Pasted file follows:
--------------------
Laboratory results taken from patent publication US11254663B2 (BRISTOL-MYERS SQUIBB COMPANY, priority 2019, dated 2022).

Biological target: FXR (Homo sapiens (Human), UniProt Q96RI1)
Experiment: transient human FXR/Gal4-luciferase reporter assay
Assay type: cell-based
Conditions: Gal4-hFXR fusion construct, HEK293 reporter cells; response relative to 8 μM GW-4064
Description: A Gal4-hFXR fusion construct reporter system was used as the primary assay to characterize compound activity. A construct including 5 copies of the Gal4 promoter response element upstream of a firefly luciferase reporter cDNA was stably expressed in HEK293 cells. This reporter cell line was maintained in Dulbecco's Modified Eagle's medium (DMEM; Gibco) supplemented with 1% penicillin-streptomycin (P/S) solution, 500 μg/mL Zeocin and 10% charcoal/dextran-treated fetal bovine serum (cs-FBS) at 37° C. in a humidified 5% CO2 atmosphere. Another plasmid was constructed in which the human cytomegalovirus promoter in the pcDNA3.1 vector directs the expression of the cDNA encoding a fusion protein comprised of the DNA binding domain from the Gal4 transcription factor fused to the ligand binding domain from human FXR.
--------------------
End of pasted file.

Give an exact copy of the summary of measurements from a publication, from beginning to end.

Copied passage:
Laboratory results taken from patent publication US11254663B2 (BRISTOL-MYERS SQUIBB COMPANY, priority 2019, dated 2022).

Biological target: FXR (Homo sapiens (Human), UniProt Q96RI1)
Experiment: transient human FXR/Gal4-luciferase reporter assay
Assay type: cell-based
Conditions: Gal4-hFXR fusion construct, HEK293 reporter cells; response relative to 8 μM GW-4064
Description: A Gal4-hFXR fusion construct reporter system was used as the primary assay to characterize compound activity. A construct including 5 copies of the Gal4 promoter response element upstream of a firefly luciferase reporter cDNA was stably expressed in HEK293 cells. This reporter cell line was maintained in Dulbecco's Modified Eagle's medium (DMEM; Gibco) supplemented with 1% penicillin-streptomycin (P/S) solution, 500 μg/mL Zeocin and 10% charcoal/dextran-treated fetal bovine serum (cs-FBS) at 37° C. in a humidified 5% CO2 atmosphere. Another plasmid was constructed in which the human cytomegalovirus promoter in the pcDNA3.1 vector directs the expression of the cDNA encoding a fusion protein comprised of the DNA binding domain from the Gal4 transcription factor fused to the ligand binding domain from human FXR.